How profitable should your business be?

By October 12, 2016September 7th, 2018Business Planning & Strategy, Performance

PROFITABILITY OF YOUR BUSINESS

Something that crosses the mind of most, if not all, business owners is wondering how profitable should your business be. There’s an old accountant’s adage (I mean the adage is old, not the accountant) about how profitable a company should be. It’s the rule of thirds and it describes how a company’s revenue gets divided up. It says a third should go to direct costs, a third to overheads leaving a third in net profit for the business owner/s.

But this rule is not particularly helpful for owners of creative industry businesses. For a start, most of them can only dream of making 33% net profit. For another thing, the biggest expense for most creative companies is salaries, which can be difficult to divide up meaningfully between direct costs and overheads.

So assuming the old rule of thirds is of little use to creative companies, how can their owners benchmark their performance? Some industries have comprehensive databases of the performance of comparable companies, so as to build up an indicative picture for a whole industry. Not so the creative industries, which by their diverse natures, makes comparison difficult.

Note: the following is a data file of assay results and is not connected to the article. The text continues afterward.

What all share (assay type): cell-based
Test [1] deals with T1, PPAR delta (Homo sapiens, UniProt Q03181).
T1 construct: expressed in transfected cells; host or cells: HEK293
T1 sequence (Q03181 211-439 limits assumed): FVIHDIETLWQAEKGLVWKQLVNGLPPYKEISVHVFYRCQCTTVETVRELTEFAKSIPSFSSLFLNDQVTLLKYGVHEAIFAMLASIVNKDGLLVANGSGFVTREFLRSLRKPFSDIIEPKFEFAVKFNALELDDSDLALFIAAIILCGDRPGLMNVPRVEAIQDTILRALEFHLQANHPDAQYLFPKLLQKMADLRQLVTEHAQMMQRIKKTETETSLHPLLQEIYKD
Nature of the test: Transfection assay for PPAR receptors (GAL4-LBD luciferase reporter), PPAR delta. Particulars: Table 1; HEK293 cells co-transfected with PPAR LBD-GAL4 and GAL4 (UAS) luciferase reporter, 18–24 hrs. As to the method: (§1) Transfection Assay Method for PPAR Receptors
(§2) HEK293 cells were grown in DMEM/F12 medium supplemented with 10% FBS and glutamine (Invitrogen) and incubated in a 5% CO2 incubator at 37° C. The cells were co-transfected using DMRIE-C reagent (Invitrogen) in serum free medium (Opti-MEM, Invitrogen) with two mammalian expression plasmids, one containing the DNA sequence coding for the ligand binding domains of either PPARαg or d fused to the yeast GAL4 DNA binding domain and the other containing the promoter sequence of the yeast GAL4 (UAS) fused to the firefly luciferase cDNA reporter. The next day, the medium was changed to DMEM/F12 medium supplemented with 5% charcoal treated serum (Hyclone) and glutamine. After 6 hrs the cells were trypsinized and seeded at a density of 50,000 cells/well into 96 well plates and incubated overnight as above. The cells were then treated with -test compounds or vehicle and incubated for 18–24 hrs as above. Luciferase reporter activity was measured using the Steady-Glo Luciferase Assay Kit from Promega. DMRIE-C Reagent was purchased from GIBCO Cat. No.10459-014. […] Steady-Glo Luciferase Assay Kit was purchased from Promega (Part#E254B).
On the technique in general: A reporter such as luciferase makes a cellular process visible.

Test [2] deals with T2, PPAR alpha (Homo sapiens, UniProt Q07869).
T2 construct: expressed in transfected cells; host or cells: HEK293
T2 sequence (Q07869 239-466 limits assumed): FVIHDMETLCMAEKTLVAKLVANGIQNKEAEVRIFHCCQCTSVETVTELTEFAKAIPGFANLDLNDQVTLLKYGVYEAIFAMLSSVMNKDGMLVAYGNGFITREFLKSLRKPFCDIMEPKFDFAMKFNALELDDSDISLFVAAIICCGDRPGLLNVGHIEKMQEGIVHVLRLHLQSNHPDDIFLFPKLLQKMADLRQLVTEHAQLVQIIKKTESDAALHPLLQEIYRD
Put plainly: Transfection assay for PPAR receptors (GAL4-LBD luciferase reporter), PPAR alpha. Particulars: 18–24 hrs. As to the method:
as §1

I’m in the fortunate position of having seen hundreds of such companies up close. Experience has taught me that profit is elusive for these sort of companies. If a company is making 5% net profit, they are going OK. 10% would put them among the more profitable creative firms, depending on their industry niche. Anything over that is outstanding.

Even then there are a few caveats to consider. For instance, are the owners taking a salary? This can distort that profit percentage in either direction. What’s the trend been like over the medium term? Has there been any unusual events which have impacted the profit result, either positively or negatively?

Businesses that undertake a business health check with Generate get an idea of both their profitability, and how it compares to industry norms. Because we’ve seen so many similar companies, we know what to look for in your accounts. If you’d like to get a sense of how your business is performing – and how to improve it – drop us a line. We’d love to help.